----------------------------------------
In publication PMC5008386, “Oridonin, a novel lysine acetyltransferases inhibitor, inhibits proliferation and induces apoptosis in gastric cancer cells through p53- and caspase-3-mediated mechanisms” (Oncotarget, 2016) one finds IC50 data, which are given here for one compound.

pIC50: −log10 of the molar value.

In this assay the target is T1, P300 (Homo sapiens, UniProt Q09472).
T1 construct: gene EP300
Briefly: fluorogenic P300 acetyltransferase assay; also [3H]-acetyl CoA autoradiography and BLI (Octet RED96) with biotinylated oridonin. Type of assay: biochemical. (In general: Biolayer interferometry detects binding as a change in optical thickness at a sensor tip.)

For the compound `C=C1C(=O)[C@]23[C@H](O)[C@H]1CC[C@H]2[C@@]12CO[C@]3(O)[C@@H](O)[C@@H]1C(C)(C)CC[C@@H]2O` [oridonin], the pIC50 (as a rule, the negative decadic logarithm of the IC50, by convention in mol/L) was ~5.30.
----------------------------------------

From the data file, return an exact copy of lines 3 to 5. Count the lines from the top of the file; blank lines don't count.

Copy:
In this assay the target is T1, P300 (Homo sapiens, UniProt Q09472).
T1 construct: gene EP300
Briefly: fluorogenic P300 acetyltransferase assay; also [3H]-acetyl CoA autoradiography and BLI (Octet RED96) with biotinylated oridonin. Type of assay: biochemical. (In general: Biolayer interferometry detects binding as a change in optical thickness at a sensor tip.)